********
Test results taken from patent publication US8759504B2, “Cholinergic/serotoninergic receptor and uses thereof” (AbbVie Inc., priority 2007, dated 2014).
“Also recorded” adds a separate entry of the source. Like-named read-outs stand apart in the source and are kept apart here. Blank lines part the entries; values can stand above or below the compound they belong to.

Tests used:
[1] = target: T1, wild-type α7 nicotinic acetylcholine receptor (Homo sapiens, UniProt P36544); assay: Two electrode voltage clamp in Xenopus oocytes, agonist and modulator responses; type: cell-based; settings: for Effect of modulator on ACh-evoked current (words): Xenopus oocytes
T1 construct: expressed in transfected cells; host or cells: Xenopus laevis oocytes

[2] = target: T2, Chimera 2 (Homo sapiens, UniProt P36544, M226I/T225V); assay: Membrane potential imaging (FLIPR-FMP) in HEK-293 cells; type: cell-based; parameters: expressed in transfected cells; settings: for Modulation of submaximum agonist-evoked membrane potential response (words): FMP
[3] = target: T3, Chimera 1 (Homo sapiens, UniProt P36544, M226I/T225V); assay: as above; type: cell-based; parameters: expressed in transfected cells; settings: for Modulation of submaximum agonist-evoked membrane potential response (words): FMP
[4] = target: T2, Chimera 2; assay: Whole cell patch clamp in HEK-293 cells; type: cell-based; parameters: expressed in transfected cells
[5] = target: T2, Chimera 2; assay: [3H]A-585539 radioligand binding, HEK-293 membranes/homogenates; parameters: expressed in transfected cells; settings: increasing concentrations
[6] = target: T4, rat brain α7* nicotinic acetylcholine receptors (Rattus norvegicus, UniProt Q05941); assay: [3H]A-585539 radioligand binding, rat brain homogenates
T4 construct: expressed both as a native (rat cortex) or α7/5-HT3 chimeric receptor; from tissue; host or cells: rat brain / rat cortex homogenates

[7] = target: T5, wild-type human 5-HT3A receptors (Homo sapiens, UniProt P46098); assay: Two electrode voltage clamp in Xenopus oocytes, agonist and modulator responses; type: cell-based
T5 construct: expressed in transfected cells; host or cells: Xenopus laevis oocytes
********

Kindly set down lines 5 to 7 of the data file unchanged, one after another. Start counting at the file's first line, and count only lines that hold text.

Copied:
T1 construct: expressed in transfected cells; host or cells: Xenopus laevis oocytes

[2] = target: T2, Chimera 2 (Homo sapiens, UniProt P36544, M226I/T225V); assay: Membrane potential imaging (FLIPR-FMP) in HEK-293 cells; type: cell-based; parameters: expressed in transfected cells; settings: for Modulation of submaximum agonist-evoked membrane potential response (words): FMP
[3] = target: T3, Chimera 1 (Homo sapiens, UniProt P36544, M226I/T225V); assay: as above; type: cell-based; parameters: expressed in transfected cells; settings: for Modulation of submaximum agonist-evoked membrane potential response (words): FMP